Five predictions for divorce lawyers in 2016
Originally Published by Jacqueline Newman on ABA for Law Students, Jan 5, 2016
With the new maintenance (spousal support laws) becoming effective in late January, there will be a lot of strategic divorce planning going on. For the non-monied spouses who are going to need spousal support, they will be racing to file for divorce before the end of January so they are not necessarily falling under the new maintenance laws which are more restrictive than what we have now. However, for the monied spouses who will be paying support, Feb. 1 will be the day to file.
Same Sex Divorces will Increase
While enough time may not yet have passed for many same-sex couples who got legally married to be ready to get divorced, I would predict that more same sex divorces will start making headlines and case law in 2016.
Divorce Filings will Increase in 2016
With Wall Street bonuses predicted to be lower this year, stresses levels will be higher. It is easier for couples to get along when money is flowing but when the tap begins to dry up, then everyone’s annoying habits become that much more annoying.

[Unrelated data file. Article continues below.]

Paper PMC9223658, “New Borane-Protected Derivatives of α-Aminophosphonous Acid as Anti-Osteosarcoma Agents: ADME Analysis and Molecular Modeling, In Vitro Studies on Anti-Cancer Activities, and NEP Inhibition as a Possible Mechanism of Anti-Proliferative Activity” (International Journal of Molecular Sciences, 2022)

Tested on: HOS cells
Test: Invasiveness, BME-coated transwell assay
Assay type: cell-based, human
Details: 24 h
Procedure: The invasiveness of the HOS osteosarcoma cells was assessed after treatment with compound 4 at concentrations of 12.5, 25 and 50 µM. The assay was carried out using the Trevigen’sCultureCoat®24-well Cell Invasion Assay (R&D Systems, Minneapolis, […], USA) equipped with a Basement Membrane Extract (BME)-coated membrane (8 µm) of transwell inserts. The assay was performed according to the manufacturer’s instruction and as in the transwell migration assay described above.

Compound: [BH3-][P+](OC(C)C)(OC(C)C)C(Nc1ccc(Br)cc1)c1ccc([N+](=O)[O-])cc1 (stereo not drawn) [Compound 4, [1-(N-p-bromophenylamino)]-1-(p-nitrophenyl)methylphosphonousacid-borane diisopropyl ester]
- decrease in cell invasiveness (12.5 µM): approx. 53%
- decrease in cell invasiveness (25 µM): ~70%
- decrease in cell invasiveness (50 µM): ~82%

Divorces among the High-Net-Worth will be more litigious
With the passing of the new maintenance law – which includes a provision of capping income at $175K when calculating spousal support and child support – high-net-worth couples will need to convince a judge why income above that cap should be considered when calculating support (or have to refute it if you are the monied spouse). This is going to lead to many forensic accountants conducting a lifestyle analysis of spending and parties arguing over every penny spent during the marriage, yet not truly realizing that the money they are arguing about is instead being spent on lawyer’s fees.
Mediation and collaborative law will become the more favored process choices for divorce
As more and more people read about the nasty divorces on Page 6 and on the internet – as stated above, there will be plenty – they are going to want to do everything they can to “not be one of those couples.” Meanwhile, mediation classes and collaborative law classes are being taught in law schools, and the young divorce lawyers not entering the scene do not always see mediation and collaborative divorce as “alternative dispute resolution” techniques. Instead, more and more people will learn how tough and expensive litigation is and that there are viable options out there that also result in them getting divorced, but yet maybe with a few less therapy bills.